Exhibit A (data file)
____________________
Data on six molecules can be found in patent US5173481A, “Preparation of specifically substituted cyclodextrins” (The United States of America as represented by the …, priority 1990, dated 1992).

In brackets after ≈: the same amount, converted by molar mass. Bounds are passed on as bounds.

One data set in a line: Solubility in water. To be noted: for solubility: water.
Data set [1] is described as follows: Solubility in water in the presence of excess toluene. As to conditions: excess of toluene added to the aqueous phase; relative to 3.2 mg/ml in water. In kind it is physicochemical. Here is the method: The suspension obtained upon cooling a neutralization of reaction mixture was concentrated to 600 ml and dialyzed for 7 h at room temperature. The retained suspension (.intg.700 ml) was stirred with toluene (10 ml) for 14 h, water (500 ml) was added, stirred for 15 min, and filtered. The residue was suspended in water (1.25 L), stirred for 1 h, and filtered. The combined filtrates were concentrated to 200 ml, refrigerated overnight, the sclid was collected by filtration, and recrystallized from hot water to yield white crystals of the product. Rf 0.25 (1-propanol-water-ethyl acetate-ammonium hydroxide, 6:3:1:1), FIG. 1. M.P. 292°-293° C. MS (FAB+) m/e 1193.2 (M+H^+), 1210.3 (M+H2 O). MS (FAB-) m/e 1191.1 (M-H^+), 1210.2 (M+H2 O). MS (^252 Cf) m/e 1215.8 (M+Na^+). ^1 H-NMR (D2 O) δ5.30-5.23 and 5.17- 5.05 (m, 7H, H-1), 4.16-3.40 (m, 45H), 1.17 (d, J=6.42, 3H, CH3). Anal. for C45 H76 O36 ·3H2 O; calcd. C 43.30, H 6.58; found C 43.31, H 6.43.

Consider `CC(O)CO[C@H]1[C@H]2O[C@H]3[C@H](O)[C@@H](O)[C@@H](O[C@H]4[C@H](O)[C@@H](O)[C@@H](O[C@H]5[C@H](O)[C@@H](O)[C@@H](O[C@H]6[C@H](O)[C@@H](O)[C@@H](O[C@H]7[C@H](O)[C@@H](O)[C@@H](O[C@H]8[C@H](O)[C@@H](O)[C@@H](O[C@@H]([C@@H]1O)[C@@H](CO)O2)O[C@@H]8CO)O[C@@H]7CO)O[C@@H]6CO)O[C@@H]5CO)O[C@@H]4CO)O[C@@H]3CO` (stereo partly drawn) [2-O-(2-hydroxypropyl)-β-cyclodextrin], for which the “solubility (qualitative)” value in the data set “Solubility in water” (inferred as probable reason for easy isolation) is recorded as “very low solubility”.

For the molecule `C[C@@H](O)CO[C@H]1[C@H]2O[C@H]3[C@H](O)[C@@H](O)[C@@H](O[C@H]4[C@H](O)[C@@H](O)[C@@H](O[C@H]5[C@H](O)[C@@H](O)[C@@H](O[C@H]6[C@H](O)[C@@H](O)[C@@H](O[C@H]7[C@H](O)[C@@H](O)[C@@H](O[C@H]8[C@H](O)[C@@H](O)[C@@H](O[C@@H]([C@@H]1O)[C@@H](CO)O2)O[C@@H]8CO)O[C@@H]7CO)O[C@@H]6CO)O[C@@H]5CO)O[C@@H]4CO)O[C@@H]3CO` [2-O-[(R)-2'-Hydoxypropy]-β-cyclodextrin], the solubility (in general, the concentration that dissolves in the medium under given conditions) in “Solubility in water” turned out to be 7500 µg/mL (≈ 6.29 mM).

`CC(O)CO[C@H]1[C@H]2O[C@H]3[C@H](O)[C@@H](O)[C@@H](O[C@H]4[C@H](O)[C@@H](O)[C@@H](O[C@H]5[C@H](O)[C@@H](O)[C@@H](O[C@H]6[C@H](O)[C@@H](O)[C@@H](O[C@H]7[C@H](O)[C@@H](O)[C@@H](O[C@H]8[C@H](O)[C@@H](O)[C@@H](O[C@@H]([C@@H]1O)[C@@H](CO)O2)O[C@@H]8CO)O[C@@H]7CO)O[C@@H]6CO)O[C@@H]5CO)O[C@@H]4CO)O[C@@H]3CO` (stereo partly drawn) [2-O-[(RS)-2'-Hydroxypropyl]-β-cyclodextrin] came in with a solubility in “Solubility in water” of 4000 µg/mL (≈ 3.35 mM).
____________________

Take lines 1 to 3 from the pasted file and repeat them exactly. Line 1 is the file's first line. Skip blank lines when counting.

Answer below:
Data on six molecules can be found in patent US5173481A, “Preparation of specifically substituted cyclodextrins” (The United States of America as represented by the …, priority 1990, dated 1992).

In brackets after ≈: the same amount, converted by molar mass. Bounds are passed on as bounds.

One data set in a line: Solubility in water. To be noted: for solubility: water.